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Review of “The Book of Mormon in One Hour”

Brennen Ricks, a guy from my ward, had the interesting idea of putting together a ~20K word cut of the Book of Mormon. I usually prefer to read complete works, and particularly with the Book of Mormon I wish other people would too. But at the same time I recognize there are readers who don’t share my preference, and this type of cut can have value. Here’s my review of the result, as posted on Amazon with the headline “Good stuff, if not 100% representative of the Book of Mormon as a whole:”

This is a pretty well-done attempt at selecting a short set of Book of Mormon readings. There’s a bit of intro and context for each of the selections, but it mostly lets the text speak for itself. It consists primarily of complete verses, generally in less-than-chapter-length sequences, often with digressing or amplifying verses removed. Verse numbers are provided, so it is clear when this has occurred, and it’s generally done in a way that keeps the reading experience relatively smooth. The result is a reasonable introduction to the Book of Mormon. I would love for thousands of people to read it.

However, there are a lot of possible cuts of the Book of Mormon where the above statements are true. So what type of cut is this?

The Book of Mormon contains some accessible material that would strengthen whatever faith contemporary readers already have, and also contains material that would challenge many contemporary readers’ assumptions. This set of selections consists primarily of what I’d consider to be accessible material. This cut also focuses primarily on doctrine, much of it the relatively straightforward doctrine of Christ. It isn’t a random sample or a fully representative sample.

This is both good and bad.

A casual reader with vaguely Protestant beliefs might get the incorrect impression that there isn’t much to distinguish the Book of Mormon from what they already know. Specifically, the Book of Mormon identifies some contemporary sins and false doctrines that many new readers of the book are likely to share in, despite their avowed Christianity, but those passages were not selected for this book (e.g. 2 Nephi 25-30 discussion of apostasy).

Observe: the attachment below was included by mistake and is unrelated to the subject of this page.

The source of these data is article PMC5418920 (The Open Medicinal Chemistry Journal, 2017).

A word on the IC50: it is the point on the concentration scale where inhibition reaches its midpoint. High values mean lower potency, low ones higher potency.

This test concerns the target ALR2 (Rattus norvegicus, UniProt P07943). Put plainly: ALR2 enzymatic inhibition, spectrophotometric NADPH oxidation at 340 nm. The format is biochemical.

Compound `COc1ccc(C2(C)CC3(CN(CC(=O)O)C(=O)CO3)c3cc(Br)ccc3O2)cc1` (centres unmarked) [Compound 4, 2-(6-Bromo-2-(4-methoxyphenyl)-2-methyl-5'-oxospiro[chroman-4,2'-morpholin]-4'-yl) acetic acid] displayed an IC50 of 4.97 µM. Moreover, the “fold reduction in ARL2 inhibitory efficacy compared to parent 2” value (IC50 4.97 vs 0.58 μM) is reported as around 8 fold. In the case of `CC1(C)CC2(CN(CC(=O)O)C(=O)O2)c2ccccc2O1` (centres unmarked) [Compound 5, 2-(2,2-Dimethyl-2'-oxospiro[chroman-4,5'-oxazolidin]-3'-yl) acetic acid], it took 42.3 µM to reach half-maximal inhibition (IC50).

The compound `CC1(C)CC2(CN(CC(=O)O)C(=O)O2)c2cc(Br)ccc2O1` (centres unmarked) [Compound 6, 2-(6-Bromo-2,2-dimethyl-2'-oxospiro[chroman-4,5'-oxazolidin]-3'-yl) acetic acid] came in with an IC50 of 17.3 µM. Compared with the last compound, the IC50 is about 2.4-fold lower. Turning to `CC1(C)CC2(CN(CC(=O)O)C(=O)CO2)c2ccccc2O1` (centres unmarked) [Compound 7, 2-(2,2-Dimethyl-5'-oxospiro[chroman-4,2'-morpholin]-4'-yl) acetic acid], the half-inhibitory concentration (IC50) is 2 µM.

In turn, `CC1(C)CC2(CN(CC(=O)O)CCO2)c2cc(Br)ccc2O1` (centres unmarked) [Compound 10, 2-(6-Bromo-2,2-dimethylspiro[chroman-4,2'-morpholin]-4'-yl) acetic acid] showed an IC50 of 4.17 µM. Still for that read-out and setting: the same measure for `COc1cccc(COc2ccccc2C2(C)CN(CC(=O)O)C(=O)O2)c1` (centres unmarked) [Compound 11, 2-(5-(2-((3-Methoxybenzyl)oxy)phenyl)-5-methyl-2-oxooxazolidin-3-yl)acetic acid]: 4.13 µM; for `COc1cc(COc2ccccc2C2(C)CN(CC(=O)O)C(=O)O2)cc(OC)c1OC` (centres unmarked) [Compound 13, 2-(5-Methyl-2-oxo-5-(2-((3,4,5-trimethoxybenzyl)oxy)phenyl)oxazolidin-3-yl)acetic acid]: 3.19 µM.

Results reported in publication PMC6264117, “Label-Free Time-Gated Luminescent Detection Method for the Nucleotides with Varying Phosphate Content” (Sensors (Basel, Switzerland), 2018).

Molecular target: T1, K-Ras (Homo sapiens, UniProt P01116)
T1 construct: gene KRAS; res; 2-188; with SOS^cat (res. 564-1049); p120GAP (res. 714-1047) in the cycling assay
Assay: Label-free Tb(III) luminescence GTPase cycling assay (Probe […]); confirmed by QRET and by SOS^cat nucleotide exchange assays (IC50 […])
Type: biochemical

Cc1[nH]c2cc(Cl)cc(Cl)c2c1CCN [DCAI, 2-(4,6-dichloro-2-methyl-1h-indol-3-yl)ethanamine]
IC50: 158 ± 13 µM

The cut also preserves little plot material (as distinct from doctrinal material) or dialogue. Few of the significant miracles make it. None of the anti-Christ figures (Sherem, Nehor, Korihor) or related doctrinal discussion make it in. Nothing of military or political interest makes it: no Captain Moroni, no Anti-Nephi-Lehi pacifism, no rejection of monarchy by King Mosiah, etc. Nephi’s experiences are trimmed; for example, Laban and the related moral dilemma do not appear. Chastisement and calls to repentance are possibly under-represented relative to the Book of Mormon as a whole.

So it’s sort of like a cut of the Gospels that gets part of the sermon on the mount, excerpts from John’s account of the last supper and intercessory prayer, and trimmed-down nativity and crucifixion stories. That would not be an unreasonable approach to take, and it would be an extremely valuable thing for people to read. But no one ought to read it and feel they truly got the full experience of reading the work of scripture.

So by all means, read this for a sampling of Book of Mormon doctrine; there is great stuff here. And then go read the full book, which is available for free in a variety of formats (audiobook, ebook, hard copy, etc.). “The Book of Mormon: The Earliest Text” is a great reading edition (and a beautifully bound hardcover), or the standard issue version is heavily footnoted for study.

Disclosure – I received a $5 Amazon gift card from the author, to buy myself a copy with.

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